Ecological Capital, Suncheon
In SuncheonBay Wetland, a complete coastal wetland of natural and human beings, a natural monument of black cranes flies in the sky, and endless mudflats and reeds welcome you.
In the city center, the first-class water stream flows, Gwangju, Jeonnam’s drinking water source and Honam’s milky way, Juamho lake, and Suncheon-beauty rice, grown on eco-friendly soil, are a happy home to eat.
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* Observatory night opening until 22:00 (Last admission 30 min before program starts)
(Closed the following day in the case of Monday being a public holiday)
* Closed day applies to facilities; park remains open
Coastal wetland Suncheonman Bay
SuncheonBay Wetland is located in the center of the south coast of Korea. This pot-shaped bay is surrounded by the Yeosu and Goheung peninsula, which stretch north and south.
Suncheon Bay, a coastal wetland, has various topography such as the mouth of a river, reed fields, salt marshes, tidal flats, and islands. Nearby lands are adjacent to paddy fields, salt fields, seaside villages, farms, low hills, and mountains.
The various natural spaces that make up Suncheon Bay naturally lead to rivers and streams, taking care of each other and forming an ecosystem.
The wide open mudflats and low mountains are a unique feature of Suncheonman Bay mudflats, which are rarely seen anywhere else in the world.
You can feel both ecosystem-type diversity and biodiversity diversity in one small area. With its natural coastline remaining intact, Suncheon Bay has become one of the most scenic and biodiversity-rich places in Korea.
The discovery and preservation of Suncheon Bay’s ecological value was possible because of the efforts of local residents, civic groups and Suncheon City, which have worked for more than 10 years since the late 1990s. The Ministry of Maritime Affairs and Fisheries designated the area as a wetland protection area on December 31, 2000 and was the first coastal wetland to be registered in the Ramsar Convention on January 20, 2006.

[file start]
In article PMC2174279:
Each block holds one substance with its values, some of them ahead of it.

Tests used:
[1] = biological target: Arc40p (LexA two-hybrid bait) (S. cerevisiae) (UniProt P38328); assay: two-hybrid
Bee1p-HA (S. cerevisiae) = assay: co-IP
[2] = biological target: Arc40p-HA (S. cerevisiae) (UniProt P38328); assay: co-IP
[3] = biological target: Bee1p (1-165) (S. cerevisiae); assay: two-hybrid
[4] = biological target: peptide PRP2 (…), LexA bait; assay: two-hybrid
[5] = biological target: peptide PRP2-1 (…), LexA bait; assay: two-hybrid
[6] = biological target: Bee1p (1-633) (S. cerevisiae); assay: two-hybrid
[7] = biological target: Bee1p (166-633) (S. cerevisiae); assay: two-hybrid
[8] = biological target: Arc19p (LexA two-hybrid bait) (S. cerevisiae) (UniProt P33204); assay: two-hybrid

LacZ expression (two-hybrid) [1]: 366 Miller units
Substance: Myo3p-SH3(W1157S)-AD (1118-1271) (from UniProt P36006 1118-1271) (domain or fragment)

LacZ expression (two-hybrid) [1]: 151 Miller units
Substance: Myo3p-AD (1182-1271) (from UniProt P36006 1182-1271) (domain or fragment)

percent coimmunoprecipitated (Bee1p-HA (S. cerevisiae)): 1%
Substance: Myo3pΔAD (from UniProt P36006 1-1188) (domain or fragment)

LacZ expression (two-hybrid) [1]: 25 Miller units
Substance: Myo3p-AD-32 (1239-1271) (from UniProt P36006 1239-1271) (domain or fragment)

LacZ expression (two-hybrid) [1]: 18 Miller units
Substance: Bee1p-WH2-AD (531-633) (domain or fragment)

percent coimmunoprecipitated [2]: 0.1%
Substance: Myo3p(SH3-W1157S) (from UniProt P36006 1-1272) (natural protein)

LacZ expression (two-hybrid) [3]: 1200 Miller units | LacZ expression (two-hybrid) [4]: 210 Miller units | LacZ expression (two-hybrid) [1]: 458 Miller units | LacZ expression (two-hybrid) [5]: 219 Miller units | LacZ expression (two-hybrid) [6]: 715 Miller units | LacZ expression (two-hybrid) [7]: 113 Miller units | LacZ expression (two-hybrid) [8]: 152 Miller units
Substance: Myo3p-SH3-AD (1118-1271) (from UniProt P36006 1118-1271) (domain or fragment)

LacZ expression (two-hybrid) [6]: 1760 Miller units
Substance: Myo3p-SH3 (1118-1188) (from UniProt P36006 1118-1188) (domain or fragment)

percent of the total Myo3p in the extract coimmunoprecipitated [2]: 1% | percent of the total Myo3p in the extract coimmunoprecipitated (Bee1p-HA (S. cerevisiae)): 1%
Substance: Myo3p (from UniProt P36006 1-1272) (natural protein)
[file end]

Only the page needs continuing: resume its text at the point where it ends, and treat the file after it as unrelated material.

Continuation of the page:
The total area of tidal flats exposed at low tide reaches 12 square kilometers, and the area of total tidal flats is 22.6 square kilometers.
The total area of mudflats revealed in Ganjoshi covers 12 square kilometers, and the total area is 22.6 square kilometers.
Also, from the confluence point of Suncheon’s Dongcheon and Isacheon Stream, to the front of Suncheonman Bay’s mudflats, there is a huge cluster of reeds covering a total area of 5.4 square kilometers.
Clear rivers and healthy mudflats
There is always a clear river in Suncheonman Bay. Mudflat life is fed a organic food from land through streams. The mouth of the river is not blocked by a dam, and the estuary and downstream areas form a semi-salt water area.
The terrace land on the river have broad reeds. And in the river estuary, reeds are growing little by little every year, forming a unique circular shape.
Suncheonman Bay is as calm as a lake surrounded by the Goheung Peninsula and Yeosu peninsula. These natural and topographical factors are mainly responsible for the formation of mudflat.
In the past, before the Sangsa dam was formed, it was abundant in the sand with abundant flow rate, but the amount of water flowing through the dam construction was reduced, so it was changed into a terrain rich in wetlands and reeds.
Beautiful Suncheon Bay Yongsan mountain
The S-shaped waterway, a representative view of Suncheonman Bay, can be seen from Yongsan Observatory. If you cross Mujin Bridge from Daedaepo-gu and follow the reed-mokdo, you will find a way to go up to Yongsan mountain.
Mountain stems look like a lying on the dragon, and there are several ridges. Climbing the Yongsan Observatory overlooking the Suncheon Bay mudflats, you can see the mountains, reeds and mudflats as the eyes of birds.
At high tide, you can see waterbirds gathering at the highest point of the mud flat that waits for water to sink. At low tide, they glide down to the mud flat along the receding sea water.